When is a geological engineer required?
A geological engineer is required for new construction, for deep excavation projects, for full foundation replacements, hillside structures, or where there is a known soils behavior like differential settlement causing an existing structure to have sub-optimal performance. It is also helpful to have them one designing retaining walls starting at around 6’ tall, and essential if they’re 10’+ tall.

What role does a geological engineer play?
A geological engineering firm provides information about how a structure will engage a soils threshold and what long term, earth-based risks should be considered during design of that structure.

They will drill borings at your site and physically pull out samples of the soil layers below your proposed project. They perform a range of tests and generate a Soils Report that carries technical information and history about the subsurface conditions with a summary of how they expect the proposed project to perform on a long-term timespan.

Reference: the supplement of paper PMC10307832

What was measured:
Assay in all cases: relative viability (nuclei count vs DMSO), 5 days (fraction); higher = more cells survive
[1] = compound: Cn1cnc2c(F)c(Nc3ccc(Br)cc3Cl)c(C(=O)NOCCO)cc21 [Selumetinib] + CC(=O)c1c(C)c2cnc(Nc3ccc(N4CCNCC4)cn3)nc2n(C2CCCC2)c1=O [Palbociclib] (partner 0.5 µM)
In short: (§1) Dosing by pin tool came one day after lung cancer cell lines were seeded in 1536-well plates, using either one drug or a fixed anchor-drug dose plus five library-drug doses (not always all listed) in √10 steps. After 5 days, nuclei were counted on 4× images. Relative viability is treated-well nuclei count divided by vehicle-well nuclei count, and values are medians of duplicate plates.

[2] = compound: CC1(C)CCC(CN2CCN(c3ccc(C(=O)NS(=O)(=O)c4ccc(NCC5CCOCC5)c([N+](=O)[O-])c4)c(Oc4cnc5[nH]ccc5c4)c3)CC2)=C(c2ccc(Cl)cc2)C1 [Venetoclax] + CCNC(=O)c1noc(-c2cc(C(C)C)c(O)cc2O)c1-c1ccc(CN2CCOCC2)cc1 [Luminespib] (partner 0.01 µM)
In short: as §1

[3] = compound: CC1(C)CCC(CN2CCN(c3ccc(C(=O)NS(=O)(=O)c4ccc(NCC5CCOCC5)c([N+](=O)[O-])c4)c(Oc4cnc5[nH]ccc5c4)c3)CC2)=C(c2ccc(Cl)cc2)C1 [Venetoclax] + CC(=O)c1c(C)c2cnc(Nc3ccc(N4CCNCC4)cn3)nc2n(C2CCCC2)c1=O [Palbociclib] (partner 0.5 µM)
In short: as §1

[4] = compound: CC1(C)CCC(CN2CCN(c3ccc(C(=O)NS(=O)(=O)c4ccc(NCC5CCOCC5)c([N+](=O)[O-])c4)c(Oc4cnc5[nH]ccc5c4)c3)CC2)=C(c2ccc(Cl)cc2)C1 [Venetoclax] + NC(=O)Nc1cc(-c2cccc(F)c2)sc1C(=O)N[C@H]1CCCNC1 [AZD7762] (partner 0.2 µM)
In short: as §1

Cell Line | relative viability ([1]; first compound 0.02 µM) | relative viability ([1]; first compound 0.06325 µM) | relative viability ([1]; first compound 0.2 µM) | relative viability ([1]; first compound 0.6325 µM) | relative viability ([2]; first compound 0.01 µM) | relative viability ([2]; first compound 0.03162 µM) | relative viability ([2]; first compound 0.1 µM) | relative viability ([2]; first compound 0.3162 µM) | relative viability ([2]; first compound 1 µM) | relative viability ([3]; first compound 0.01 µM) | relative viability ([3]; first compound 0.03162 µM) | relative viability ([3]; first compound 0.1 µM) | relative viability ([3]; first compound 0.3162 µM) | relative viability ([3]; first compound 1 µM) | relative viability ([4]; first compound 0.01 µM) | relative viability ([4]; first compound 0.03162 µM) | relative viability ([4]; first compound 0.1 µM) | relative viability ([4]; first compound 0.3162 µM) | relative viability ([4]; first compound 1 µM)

They make recommendations for different foundation systems (shallow footings, mat slabs, pier and grade beams, etc) with some design information pertinent to those systems. If the structural engineer is Tiger Woods, the geological engineer is his caddie. 

You usually want to choose a local geological engineering firm with more experience because they’ve probably worked on a site near yours and may understand the neighborhood soils conditions before drilling borings. 

When do they get involved in the project?
If you know you need a geological engineer on your project, start the process immediately. Their work can occur parallel to but independent of the architectural/structural path. They need to know the scope of work in broad strokes (Vertical addition? Horizontal addition? Full foundation replacement? Excavation?) but won’t need exact linework to perform the bulk of their work. 

As will be mentioned in the D-REVIEW section, it is mandatory that the geological engineer review and approve structural drawings, prior to submitting to the building municipality. During construction, they’ll also have an on-site presence to confirm that the exposed soils conditions match their soils report assessment.